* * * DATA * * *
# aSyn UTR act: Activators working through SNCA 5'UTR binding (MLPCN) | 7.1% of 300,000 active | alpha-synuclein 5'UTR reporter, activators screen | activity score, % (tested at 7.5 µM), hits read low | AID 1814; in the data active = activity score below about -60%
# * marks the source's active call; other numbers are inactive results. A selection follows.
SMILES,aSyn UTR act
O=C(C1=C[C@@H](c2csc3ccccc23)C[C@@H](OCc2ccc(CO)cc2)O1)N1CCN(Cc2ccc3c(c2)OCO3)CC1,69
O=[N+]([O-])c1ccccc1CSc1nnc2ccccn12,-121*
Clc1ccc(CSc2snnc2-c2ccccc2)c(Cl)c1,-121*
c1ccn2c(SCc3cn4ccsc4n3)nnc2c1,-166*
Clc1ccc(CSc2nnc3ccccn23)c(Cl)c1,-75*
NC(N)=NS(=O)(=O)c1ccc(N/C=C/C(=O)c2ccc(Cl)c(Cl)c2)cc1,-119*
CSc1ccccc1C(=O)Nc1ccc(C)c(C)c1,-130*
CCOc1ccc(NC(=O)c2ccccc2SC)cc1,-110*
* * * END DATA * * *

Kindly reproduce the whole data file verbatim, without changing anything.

# aSyn UTR act: Activators working through SNCA 5'UTR binding (MLPCN) | 7.1% of 300,000 active | alpha-synuclein 5'UTR reporter, activators screen | activity score, % (tested at 7.5 µM), hits read low | AID 1814; in the data active = activity score below about -60%
# * marks the source's active call; other numbers are inactive results. A selection follows.
SMILES,aSyn UTR act
O=C(C1=C[C@@H](c2csc3ccccc23)C[C@@H](OCc2ccc(CO)cc2)O1)N1CCN(Cc2ccc3c(c2)OCO3)CC1,69
O=[N+]([O-])c1ccccc1CSc1nnc2ccccn12,-121*
Clc1ccc(CSc2snnc2-c2ccccc2)c(Cl)c1,-121*
c1ccn2c(SCc3cn4ccsc4n3)nnc2c1,-166*
Clc1ccc(CSc2nnc3ccccn23)c(Cl)c1,-75*
NC(N)=NS(=O)(=O)c1ccc(N/C=C/C(=O)c2ccc(Cl)c(Cl)c2)cc1,-119*
CSc1ccccc1C(=O)Nc1ccc(C)c(C)c1,-130*
CCOc1ccc(NC(=O)c2ccccc2SC)cc1,-110*